Simple and comforting, Vanilla Bean Ice Cream is what to serve for sundaes or milkshakes. But make no mistake, this rich and flavorful ice cream is better than any you can buy!
I wanted a milkshake. Seems simple enough, doesn't it?
The thing is, I wanted a good quality milkshake, made from ingredients I could pronounce. And I wanted it rich, thick, and chocolatey.
My Dear Husband has been making me the best milkshakes for years, always using vanilla ice cream and chocolate syrup. I made the chocolate syrup...it was easy, fast, with ingredients that I had in the pantry. While I was at it, I made a batch of dark chocolate hot fudge, you know, just in case he wanted a sundae.
Great milkshakes and great sundaes start with great vanilla ice cream, and the best comes from my kitchen in the form of Vanilla Bean Ice Cream. It's also not hard to make, but it does require some advanced planning.
The steps to making ice cream at home
There are two ways to make ice cream at home. The first one involves taking a chilled sweetened cream base and...uhm...freezing it.
That's right, if your ice cream maker is ready (mine needs to be chilled for 15 hours before use), then you can just combine milk and cream, flavor and sweeten it as you prefer, and churn away. You'll have ice cream in about 30 minutes. Well, add in the chilling time required to firm up the ice cream, about 2-3 hours, so let's say 3-½ hours.
What this technique produces is a serviceable ice cream.
If you want great ice cream, then you'll want to go with the second way. You make a Crème Anglaise custard (aka Vanilla Sauce) in the flavor you want, thoroughly chill it (usually overnight), then churn it.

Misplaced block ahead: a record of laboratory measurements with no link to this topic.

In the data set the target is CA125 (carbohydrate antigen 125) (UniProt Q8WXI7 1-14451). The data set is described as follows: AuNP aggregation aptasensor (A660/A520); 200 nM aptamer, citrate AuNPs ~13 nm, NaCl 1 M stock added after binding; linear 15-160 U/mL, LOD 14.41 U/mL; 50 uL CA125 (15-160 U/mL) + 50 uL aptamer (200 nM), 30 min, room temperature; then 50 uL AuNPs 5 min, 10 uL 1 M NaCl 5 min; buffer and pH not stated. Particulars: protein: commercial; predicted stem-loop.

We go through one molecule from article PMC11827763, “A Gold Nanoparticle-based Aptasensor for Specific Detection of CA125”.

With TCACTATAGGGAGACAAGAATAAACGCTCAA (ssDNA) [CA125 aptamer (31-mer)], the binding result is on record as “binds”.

What this technique gives you is a richer base, hence a richer final product. For me there's the added benefit that, since the base is cooked, the lactose is altered so that I can digest it better. My tummy likes that.
What you need to make a vanilla custard base
First and foremost, real vanilla beans.
All the flavor comes from the type of vanilla bean you use. Whichever country of origin's beans you choose, adding the floral notes that real vanilla beans bring takes this recipe for vanilla ice cream to a sublime level.
In the spirit of Earth Day, there is also the added benefit of being able to make your own vanilla extract from the spent beans. (Yay recycling!)
You can use vanilla extract if you'd like, just make sure it's the best quality you can find.
Here are the other ingredients you'll need for a Vanilla Bean Ice Cream recipe:
- Heavy Cream: The rich mouthfeel of custard, whether frozen or baked, comes from heavy cream. If you only use milk for ice cream, you'll get ice milk, and that's just sad.
- Milk: Contributes to the mouthfeel like cream. Depending on the kind of milk you use, it can cut the overall level of dairy fat (like using non-fat milk) up to enhancing it (using whole milk). I use 1% milk because I like the level of cream without producing ice cream that just coats your mouth
- Egg Yolks: Provides richness, but really helps to thicken the cream into a real custard
- Sugar: The sweetness has to come from somewhere!
How to make Vanilla Bean Ice Cream
Cut the vanilla bean in half, then split the halves lengthwise. Scrape the seeds into the milk-and-cream mixture, then throw the pods in the pot for good measure.